The discharged energy was calculated by using equation (3);
Resulting areal energy and average power densities for the complete supercapacitor (using total surface area of the supercapacitor including both MnO2/CNT/nylon coil electrodes and solid electrolyte) are indicated in Fig. 4.
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This work was supported by the Creative Research Initiative Center for Bio-Artifi cial Muscle of the Ministry of Science, ICT & Future Planning (MSIP), the MSIP–US Air Force Cooperation Program (NRF- 2013K1A3A1A32035592) and the Industrial Strategic Technology Development Program (10038599) in Korea; Air Force Grant AOARD- 10-4067, Air Force Office of Scientific Research grant FA9550-09-1-0537 and Robert A. Welch Foundation grant AT-0029 in the USA; and the Australian Research Council through the Centre of Excellence and Fellowship program.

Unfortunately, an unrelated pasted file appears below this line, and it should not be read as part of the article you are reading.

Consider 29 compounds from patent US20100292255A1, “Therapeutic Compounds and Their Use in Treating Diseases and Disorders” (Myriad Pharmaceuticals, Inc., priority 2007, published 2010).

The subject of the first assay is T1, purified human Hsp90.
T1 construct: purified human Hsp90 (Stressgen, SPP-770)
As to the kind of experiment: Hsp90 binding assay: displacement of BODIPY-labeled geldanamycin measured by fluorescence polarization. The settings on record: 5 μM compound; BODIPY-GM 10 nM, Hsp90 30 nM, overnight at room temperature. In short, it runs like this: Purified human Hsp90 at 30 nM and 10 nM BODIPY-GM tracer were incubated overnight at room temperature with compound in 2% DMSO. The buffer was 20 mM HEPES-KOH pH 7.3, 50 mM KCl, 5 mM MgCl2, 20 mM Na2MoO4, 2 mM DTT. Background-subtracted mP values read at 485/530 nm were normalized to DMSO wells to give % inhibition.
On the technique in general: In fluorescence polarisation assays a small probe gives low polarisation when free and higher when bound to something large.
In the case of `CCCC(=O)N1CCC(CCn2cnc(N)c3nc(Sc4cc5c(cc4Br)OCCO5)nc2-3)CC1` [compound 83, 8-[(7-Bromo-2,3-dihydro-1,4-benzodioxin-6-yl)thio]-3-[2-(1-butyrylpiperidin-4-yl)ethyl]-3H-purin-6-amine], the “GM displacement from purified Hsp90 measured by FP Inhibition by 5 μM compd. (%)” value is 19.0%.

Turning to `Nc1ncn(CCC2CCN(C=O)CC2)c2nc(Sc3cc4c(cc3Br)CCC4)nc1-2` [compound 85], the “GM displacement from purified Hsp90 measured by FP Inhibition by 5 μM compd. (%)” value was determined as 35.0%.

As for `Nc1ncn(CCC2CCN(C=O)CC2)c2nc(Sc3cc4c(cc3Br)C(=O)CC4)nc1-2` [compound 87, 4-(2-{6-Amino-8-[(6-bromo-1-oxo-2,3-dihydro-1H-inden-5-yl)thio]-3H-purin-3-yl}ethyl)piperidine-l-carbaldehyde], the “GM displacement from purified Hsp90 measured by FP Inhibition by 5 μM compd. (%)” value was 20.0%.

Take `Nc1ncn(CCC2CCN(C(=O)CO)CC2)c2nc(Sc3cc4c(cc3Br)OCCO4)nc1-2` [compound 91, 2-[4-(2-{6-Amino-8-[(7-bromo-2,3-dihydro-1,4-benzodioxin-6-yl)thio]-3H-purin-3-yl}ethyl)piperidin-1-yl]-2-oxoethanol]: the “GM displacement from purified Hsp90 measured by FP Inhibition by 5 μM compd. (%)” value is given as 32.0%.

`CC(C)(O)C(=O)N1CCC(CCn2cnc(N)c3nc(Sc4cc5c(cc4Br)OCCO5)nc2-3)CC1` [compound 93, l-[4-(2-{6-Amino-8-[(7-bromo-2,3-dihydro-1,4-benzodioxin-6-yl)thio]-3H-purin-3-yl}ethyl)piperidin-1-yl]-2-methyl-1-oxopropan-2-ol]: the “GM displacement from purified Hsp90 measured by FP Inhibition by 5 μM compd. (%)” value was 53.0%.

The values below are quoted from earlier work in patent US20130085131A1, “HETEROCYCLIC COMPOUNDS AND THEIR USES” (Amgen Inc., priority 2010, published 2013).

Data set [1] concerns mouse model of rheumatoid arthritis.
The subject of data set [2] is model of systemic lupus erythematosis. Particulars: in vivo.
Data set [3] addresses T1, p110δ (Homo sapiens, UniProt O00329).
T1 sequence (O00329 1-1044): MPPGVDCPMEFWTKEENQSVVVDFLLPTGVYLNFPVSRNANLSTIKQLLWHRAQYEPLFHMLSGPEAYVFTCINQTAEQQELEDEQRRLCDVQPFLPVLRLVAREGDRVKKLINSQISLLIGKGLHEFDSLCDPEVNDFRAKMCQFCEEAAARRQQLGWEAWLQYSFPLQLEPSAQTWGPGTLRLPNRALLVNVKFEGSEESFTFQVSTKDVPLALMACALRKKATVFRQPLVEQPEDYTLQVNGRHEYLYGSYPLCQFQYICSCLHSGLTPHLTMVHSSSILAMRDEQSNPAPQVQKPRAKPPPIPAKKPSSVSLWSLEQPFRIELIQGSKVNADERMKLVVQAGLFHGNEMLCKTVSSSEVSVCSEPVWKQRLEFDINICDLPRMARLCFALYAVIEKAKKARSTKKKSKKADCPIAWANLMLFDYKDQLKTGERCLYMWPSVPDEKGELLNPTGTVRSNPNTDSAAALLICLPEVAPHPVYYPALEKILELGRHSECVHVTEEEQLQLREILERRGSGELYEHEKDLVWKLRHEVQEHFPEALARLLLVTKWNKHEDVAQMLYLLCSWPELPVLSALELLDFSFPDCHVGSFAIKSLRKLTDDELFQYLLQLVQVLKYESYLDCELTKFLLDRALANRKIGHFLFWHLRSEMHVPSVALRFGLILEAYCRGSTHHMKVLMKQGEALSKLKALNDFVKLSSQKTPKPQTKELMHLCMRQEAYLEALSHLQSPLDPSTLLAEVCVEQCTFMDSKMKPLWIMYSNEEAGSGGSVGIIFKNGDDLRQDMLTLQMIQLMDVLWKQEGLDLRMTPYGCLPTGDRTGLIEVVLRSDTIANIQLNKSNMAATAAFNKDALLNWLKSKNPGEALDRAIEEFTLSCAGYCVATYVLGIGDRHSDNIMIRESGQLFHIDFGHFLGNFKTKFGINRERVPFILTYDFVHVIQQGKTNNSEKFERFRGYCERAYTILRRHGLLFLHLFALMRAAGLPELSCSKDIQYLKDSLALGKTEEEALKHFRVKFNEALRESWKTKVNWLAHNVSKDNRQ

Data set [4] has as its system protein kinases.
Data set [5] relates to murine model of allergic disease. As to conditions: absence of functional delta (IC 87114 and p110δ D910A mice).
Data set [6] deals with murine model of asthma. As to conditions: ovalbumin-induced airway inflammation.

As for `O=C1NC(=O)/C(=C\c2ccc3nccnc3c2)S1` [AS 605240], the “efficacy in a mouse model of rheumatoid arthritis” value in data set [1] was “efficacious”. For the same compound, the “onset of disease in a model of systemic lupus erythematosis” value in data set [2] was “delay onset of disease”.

The authors declare no competing financial interests.
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Choi, C., Kim, S., Sim, H. et al. Stretchable, Weavable Coiled Carbon Nanotube/MnO2/Polymer Fiber Solid-State Supercapacitors. Sci Rep 5, 9387 (2015). https://doi.org/10.1038/srep09387